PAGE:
I’ve spoken of my adopted family the Carrillo before & again. My love for genuine Mexican food is not something I can keep hidden. In fact, just the other night I was having dinner at a friend’s house and someone asked where I grew up. My answer going back to Yuma, Az, which inevitably leads to my love of Mexican food. I was asked what type of Mexican food stood out as the best back in my hometown. And it always, always goes back to the Carrillo’s home.
Mrs. Carrillo would make fresh flour tortillas on the comal. Mr. Carrillo would eat jalapenos straight from the jar while watching soccer, while I would stare in amazement. I learned by eating a jalapeno straight from the jar that you need to drink milk or pour some salt on your tongue to get that burning feeling away (I wanted to show everyone I too could be strong enough, but I only got so far as let it touch my tongue while running to the kitchen–while Mr. Carrillo would simply sweat from the heat). I learned that not all Mexicans like menudo and Mrs. Carrillo would make a pre-cow tongue batch for Veronica. Nopales con carne became my all time favorite dish (cactus with meat). And that the only way you would get a recipe from Mrs. Carrillo was to watch her at her art.
She didn’t have these recipes on paper filed neatly away. They instinctively ran through her person. Still to this day, the only recipe Veronica has from her mom is her flour tortillas (which I don’t–umm, I really need that if you’re reading Mrs. Carrillo). However, I did get the nopales con carne recipe, simply by watching her in the kitchen–her talking half in English and the other half in Spanish (Mrs. Carrillo a firm believer that I could really understand a lot more Spanish than I let on–but she didn’t let it get in the way). I would even ask Veronica if she had any of her mom’s recipes, to which she would say, “I always ask her and she always gets sidetracked.”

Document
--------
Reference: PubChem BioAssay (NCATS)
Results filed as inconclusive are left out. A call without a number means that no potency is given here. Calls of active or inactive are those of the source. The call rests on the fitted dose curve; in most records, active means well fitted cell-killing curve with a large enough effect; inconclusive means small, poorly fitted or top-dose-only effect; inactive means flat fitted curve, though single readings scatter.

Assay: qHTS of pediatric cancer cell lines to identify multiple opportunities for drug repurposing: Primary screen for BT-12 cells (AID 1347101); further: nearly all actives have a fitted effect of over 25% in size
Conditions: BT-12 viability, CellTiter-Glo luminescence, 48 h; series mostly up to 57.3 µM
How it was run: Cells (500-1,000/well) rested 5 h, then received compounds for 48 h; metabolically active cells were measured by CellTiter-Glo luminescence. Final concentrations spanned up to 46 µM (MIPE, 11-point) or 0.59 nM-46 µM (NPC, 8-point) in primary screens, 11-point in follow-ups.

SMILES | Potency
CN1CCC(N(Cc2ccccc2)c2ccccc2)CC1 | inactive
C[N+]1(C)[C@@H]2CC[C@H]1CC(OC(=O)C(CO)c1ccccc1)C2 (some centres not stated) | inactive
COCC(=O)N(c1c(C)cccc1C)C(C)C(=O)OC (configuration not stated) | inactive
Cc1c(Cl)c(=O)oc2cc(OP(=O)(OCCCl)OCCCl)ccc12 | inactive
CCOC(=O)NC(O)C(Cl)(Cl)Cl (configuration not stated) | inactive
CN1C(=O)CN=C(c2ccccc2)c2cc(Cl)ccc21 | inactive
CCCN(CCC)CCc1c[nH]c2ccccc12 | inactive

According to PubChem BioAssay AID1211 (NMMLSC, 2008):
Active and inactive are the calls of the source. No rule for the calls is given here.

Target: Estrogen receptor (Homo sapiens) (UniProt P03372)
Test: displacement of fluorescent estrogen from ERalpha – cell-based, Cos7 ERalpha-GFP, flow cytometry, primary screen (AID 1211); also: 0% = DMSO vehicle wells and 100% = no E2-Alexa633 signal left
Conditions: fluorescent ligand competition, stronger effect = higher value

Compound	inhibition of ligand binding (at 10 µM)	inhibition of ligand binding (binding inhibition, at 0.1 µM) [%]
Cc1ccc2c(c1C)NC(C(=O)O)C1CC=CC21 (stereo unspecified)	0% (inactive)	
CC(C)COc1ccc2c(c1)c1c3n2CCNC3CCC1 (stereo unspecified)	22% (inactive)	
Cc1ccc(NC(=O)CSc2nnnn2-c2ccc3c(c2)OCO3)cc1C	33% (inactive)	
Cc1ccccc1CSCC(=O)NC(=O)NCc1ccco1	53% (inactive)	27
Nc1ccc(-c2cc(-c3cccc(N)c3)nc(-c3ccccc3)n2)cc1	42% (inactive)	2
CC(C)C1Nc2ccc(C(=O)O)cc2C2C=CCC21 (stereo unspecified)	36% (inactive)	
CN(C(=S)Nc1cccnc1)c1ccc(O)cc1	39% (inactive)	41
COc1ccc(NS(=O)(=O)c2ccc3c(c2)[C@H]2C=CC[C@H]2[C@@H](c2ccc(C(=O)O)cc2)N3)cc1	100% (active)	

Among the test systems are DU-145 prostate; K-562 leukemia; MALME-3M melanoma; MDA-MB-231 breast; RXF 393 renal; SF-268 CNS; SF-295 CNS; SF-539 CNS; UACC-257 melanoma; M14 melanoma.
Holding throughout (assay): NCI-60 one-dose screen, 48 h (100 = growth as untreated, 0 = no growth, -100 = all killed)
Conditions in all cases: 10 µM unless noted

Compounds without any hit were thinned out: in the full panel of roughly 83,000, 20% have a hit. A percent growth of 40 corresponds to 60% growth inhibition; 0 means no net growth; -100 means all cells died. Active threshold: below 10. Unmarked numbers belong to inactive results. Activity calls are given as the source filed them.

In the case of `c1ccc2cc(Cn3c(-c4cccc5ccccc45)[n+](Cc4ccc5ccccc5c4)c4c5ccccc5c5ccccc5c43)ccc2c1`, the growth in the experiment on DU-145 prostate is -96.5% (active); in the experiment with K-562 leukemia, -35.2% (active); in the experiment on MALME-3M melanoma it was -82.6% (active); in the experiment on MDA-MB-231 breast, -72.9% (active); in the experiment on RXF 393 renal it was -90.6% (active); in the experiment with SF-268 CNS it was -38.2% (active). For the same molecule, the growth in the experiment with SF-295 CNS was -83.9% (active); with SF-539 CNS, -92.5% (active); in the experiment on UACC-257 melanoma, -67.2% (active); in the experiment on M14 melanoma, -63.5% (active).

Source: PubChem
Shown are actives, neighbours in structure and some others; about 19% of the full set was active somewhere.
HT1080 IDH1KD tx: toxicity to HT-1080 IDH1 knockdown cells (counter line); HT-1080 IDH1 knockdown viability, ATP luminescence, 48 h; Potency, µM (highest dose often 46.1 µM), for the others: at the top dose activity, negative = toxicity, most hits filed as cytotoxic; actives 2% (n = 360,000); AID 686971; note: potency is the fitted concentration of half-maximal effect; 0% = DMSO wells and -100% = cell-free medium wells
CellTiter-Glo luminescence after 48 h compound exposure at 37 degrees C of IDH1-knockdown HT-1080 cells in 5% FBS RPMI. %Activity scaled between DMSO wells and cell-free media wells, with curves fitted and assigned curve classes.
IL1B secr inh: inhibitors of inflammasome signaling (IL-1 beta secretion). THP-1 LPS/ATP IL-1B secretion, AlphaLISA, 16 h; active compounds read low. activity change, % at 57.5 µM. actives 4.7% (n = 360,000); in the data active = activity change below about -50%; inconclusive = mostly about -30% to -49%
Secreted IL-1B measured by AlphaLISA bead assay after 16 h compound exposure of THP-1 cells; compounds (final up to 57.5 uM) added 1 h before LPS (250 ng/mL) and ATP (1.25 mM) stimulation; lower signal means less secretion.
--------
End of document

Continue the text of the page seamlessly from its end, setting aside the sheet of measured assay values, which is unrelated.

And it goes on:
So, I decided one day back in my college days that I needed a genuine Spanish rice recipe to make for dinner. I called up Mrs. Carrillo & got it from her. No sidetracking that I saw. I think it still makes Veronica jealous (in that good sort of way) that I have one up’d her in the recipe department. And now I pass it on to you. Very simple, very good, and pure comfort.
Mrs. Carrillo’s Spanish Rice (printable recipe)
I changed this up a bit, but not much. I will put her recipe as is and in parenthesis put my changes.
2 cups white rice (I used long grain)
1 big clove of garlic, or 2 smaller ones, crushed
2-4 Tb oil (I used canola, I wouldn’t use olive oil)
1-14 oz can tomato sauce
2 chicken bouillon cubes (I used 4 cups homemade chicken broth, unsalted)
4 cups water
1/2 of a small white onion, cut into four small pieces.
Put rice in a bowl and add enough water to cover it. Stir it around with your fingers to clean & rinse the rise. Drain the water and set aside.
In a heavy bottom pot (8 qt) over medium heat, add about 2 Tb oil and add the crushed garlic. Stirring constantly to avoid browning it. Add more oil if the pot is getting dry. Cook garlic for about one minute. Add the rinsed rice to the pot. Stirring constantly, adding more oil if need be. You want to toast the rice, cooking it till it’s a nice golden to medium brown color (not all of it will get toasted, it’s more of an overall appearance). This will take around 8-12 minutes.
Slowly add in the tomato sauce, being very careful, because the liquid will splatter. Add either the chicken bouillon cubes & 4 cups water, or 4 cups chicken broth. Stir completely to get all the rice covered. Add the 4 halves of onion. Allow the mixture to reach a boil. Once it boils, turn the heat to low & cover. Cook for an additional 20-30 minutes. You want to check on it to see how much of the liquid it has absorbed. You’ll know it’s done when there’s still a little liquid resonating on the sides of the pot, but when you stir it around it disappears.
Remove from the heat, season with salt to taste if you used unsalted chicken broth (no need with chicken bouillon).